Positive sentiment returned to the markets in spite of the IMF forecast cut. The euro dropped before the European Central Bank meeting. The zloty continued appreciation.
On Tuesday the market sentiment was positive. The major stock indexes in Europe and in the US gained. Commodities also increased. The oil price rebounded 2 percent.
A positive sentiment was caused by the Chinese reports, which were close to the market consensus. The GDP growth decelerated to 6.8 percent in the fourth quarter against 6.9 percent in the previous three months period. It was the worst result in 25 years. It was little below the predicted 6.9 percent. However, the reports on industrial production and retail sales were rather positive.
Today's numbers have shown that although the economy slows down, the situation is not as negative as one could have expected given the January market turmoil. One can expect the situation will stabilize in the coming months.
IMF cuts forecast
In January report the International Monetary Fund cut the forecast for the world economy. The global GDP growth is expected to accelerate from 3.1 percent in 2015 to 3.4 percent in 2016 and to 3.6 percent in the next year. The forecast is lower than previously expected 3.6 percent and 3.8 percent, respectively.
The IMF sees the Chinese slowdown as one of the largest risk factors which may hurt the global growth. The GDP growth is expected to slow down to 6.3 percent in 2016 and to 6 percent in the next year. Tighter monetary conditions in the US poses threat to the global economy. Nevertheless, the drop in oil price is not unambiguous. On one hand, it hurts oil exporting countries, but on the other it supports demand in oil importing countries.
The forecast for the eurozone was increased slightly to 1.7 percent against 1.6 percent earlier. The IMF expects that consumption will rise on low gasoline prices. The US economy is expected to growth 2.6 percent over next two years. The forecast was lowered from 2.8 percent.
Sentiment in the German financial sector deteriorated. The ZEW that illustrates the expectation of analysts and investors dropped in January. The gauge dropped to 10.2 against 16.1 in the prior month. The result was slightly better than the forecast 8.2 percent.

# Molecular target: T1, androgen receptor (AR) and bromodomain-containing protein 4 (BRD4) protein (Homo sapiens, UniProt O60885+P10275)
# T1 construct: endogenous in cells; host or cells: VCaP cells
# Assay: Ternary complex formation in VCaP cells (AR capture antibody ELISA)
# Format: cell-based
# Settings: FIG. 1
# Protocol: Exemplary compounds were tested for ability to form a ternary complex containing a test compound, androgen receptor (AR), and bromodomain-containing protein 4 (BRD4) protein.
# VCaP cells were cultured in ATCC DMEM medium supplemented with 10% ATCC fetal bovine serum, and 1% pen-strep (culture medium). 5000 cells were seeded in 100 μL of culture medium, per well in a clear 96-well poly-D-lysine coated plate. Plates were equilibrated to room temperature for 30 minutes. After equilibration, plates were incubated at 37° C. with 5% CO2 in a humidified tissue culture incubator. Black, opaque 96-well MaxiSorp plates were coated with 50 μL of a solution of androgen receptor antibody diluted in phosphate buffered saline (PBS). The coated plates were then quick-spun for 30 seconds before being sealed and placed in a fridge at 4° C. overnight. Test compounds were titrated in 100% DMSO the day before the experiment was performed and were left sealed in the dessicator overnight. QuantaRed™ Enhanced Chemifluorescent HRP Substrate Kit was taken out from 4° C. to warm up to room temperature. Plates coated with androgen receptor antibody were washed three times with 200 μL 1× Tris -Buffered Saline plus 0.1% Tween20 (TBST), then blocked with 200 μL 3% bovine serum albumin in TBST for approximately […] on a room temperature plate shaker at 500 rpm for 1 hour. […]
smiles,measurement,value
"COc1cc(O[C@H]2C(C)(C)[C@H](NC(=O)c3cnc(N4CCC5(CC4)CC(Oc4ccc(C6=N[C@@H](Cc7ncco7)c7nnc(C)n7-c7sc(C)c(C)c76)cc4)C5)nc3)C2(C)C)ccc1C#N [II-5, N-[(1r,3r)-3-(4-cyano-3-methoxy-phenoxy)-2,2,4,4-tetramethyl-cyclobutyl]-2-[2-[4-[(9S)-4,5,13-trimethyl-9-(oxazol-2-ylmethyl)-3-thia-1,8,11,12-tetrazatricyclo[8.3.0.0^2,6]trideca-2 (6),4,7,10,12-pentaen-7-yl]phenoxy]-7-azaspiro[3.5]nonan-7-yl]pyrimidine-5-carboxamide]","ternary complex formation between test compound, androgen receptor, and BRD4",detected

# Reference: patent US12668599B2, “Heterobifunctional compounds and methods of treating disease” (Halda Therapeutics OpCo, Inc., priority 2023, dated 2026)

A factor responsible for deterioration of expectations was the Chinese crisis that hit in early January. Coupled with probable deterioration in other emerging market economy the situation puts constrains on the German economy. On the other hand, the report showed an improvement in assessment of current situation.
Eurostat showed the final report on inflation. The price growth stood at 0.2 percent, in line with the flash estimate. The core inflation rate stood at 0.8 percent. Overall, the December report was weaker than it was expected, which puts additional pressure on the ECB to provide more stimulus.
The next ECB meeting in scheduled on Thursday. The probability of additional measures is very low. However, ECB President Mario Draghi may provide some insight during a press conference after the meeting.
The zloty recouped losses
Comment from the National Bank of Poland calmed the situation. NBP President Marek Belka in an interview with the TVN 20 BiS said there is no threat for the NBP's independence. Adam Glapinski from the Monetary Policy Council presented a similar assessment of the situation in an interview with the Bloomberg agency. Belka and Glapinski said additional interest rate cuts are very unlikely.
Comment stabilize the situation after the Friday's rating cut by the Standard & Poor's agency. The agency cited risk to the NBP's independence as one of the reasons to lower grade.
On Tuesday the zloty continued the move that started on Monday. However, the move was rather a correction. The overall extent of the increase will be rather limited, and the zloty will remain at the low level in the longer term.